Imagine: after two days hard trekking, finally you see it. Jagged, snow-shrouded, and utterly awe-inspiring – Everest rises ahead. So far on this epic Himalayas expedition, you’ve climbed to 3400m. You’re hot, dusty and have eleven more days hiking ahead – traversing mountain trails, skirting glaciers and bunking down in teahouses. You'll grow used to wet-wipe washes, a symbiotic relationship with odd pieces of gear, and friendships forged in unforgiving environments. Your objective is Everest Base Camp. Snow-fringed and framed by fluttering prayer flags, it sits at a testing 5346m at the foot of the Khumbu Icefall.
Expedition leader Jo Bradshaw takes new adventurers on this journey to Base Camp every year these days through worldwide tour company 360 Expeditions (360-expeditions.com) (she summited Everest itself in 2016). As part of our new ‘Ask an expert series,’ we asked Bradshaw about Everest, the unique challenges of trekking through the Himalayas, and some essential gear and tech tips.
Jo, you’ve led 10 trips to Everest Base Camp – what do people get from them?
JB: They’re about so much more than just a trek. They’re challenging. But difficult is good because it makes you stronger. It’s about getting out of your comfort zone, going 12 days without a proper shower, being with a group of strangers, surrounded by incredible culture in the most famous mountain region in the world. These treks broaden people’s horizons because they take us away from the comforts of home and put us in the land of simplicity.
Talk us through logistics and schedules.
Most people join an organised trip. At 360 Expeditions we fly into Kathmandu [1350m]; a noisy, smelly, incredible city – and then onto Lukla [2800m]. Lukla has no cars and no roads and is a massive culture shock to some. From there on you see real life as it’s lived in Nepal, because you’re trekking from village to village and sleeping in teahouses – basic but comfortable places with really thin walls. On the way you can get onto quieter, more remote trails. The best trekking seasons are March/April and October/November; you could encounter anything from chilly temperatures to quite warm days.
What can you do to prepare for the trip – can you prepare for altitude?
Altitude is a huge factor – you’re trekking from around 2800m to 5550m in 13 days. We take it slowly, but you’re walking for three to seven hours a day. Your trekking firm can offer information about any recommended medication. Although you can’t prepare specifically for altitude, you should definitely concentrate on fitness. Get your body used to what you’re going to be doing - that’s walking every day. Fitness is the key. You don’t need to run a marathon in four hours but you do need to be able to walk up big hills slowly. Your heart, lungs and muscles need to be used to working and you won’t get fit by sitting on the sofa!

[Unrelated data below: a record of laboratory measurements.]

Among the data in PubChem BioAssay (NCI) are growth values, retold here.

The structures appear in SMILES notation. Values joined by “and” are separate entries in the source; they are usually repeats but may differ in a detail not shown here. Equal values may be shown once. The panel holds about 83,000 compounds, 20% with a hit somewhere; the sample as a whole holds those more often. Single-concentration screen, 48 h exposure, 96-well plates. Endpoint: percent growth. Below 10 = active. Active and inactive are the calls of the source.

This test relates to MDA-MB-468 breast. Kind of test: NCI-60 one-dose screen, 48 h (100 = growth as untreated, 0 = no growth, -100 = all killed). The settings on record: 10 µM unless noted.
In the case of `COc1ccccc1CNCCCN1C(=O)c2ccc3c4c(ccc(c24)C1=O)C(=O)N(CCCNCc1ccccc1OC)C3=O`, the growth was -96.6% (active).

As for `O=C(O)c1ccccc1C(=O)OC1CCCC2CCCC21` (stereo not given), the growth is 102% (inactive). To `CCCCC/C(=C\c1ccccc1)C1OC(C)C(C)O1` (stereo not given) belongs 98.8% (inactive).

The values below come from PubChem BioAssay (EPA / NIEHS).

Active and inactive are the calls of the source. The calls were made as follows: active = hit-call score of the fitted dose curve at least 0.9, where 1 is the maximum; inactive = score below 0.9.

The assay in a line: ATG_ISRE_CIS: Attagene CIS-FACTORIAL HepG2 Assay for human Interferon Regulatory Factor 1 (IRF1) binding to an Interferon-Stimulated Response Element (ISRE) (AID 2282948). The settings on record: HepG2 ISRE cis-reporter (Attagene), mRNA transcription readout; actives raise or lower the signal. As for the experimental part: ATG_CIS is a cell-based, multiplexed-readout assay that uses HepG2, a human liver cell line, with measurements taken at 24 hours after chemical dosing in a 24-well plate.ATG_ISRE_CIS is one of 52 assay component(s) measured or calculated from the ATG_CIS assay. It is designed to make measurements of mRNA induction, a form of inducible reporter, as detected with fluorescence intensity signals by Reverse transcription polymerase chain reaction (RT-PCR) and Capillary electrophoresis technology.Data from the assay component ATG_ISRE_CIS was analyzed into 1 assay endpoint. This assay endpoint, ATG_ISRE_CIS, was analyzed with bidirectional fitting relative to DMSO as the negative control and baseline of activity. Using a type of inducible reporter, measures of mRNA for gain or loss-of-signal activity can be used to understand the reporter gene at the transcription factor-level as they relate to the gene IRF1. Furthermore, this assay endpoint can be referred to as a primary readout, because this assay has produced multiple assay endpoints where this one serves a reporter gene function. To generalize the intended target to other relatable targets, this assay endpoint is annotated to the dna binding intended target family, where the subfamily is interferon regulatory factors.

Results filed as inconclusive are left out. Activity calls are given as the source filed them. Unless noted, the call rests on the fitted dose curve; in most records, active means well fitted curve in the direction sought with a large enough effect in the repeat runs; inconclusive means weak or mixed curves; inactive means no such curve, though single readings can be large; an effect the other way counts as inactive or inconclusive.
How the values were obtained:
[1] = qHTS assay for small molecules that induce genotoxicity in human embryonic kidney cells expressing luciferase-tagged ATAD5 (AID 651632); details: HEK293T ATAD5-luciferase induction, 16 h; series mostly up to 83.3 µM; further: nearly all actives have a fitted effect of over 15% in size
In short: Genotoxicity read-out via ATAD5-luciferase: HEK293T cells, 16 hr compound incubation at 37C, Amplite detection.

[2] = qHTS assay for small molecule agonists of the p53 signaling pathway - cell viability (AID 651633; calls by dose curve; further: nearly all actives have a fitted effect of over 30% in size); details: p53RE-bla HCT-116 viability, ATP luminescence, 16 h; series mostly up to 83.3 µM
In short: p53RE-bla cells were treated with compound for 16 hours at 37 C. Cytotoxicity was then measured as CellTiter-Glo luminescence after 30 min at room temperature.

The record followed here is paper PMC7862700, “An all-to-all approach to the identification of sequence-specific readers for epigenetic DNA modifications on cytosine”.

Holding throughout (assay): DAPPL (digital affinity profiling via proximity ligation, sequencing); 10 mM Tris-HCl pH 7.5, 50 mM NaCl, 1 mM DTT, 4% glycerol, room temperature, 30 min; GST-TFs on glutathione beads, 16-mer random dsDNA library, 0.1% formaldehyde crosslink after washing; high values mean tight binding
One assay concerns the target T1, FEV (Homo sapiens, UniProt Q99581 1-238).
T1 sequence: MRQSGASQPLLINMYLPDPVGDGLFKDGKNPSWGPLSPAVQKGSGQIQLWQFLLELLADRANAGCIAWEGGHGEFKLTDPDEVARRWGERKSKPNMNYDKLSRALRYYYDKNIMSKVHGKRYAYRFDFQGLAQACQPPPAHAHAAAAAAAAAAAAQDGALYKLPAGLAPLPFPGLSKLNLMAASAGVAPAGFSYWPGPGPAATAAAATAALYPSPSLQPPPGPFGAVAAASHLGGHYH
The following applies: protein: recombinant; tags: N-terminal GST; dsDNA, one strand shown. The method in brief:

What does any explorer need to keep in mind when prepping their kit for the trip?
There’s a 15 kilo limit for all your kit for two weeks. That’s the 80L mountain bag the Sherpas carry and the 30-35L backpack you’ll carry. Remember weight allowances include the bag’s weight; you can waste three to four kilos with ‘stuff’ that you just don’t need, so think light: Osprey (ospreyeurope.com) rucksacks are the only ones I use. Your trekking firm will provide a full kit list; it should include a four-season sleeping bag – that’s with a comfort rating of around -15.
Down sleeping bags are best for warmth to weight ratio and, because the air is so dry at altitude, down is best for this trek. If you don’t want to buy a down bag you can hire sleeping bags at a great outdoor shop in Kathmandu called Shonas.
You’ll need trekking poles; they’re personal preference, but I really love Pacerpole (pacerpole.com), they’ve got a very different, ergonomic handle. The sun’s UV rays are fierce at altitude so it’s essential to have category 4 sunglasses; wraparound ones to reduce glare.
What kind of clothes should prospective trekkers be thinking about?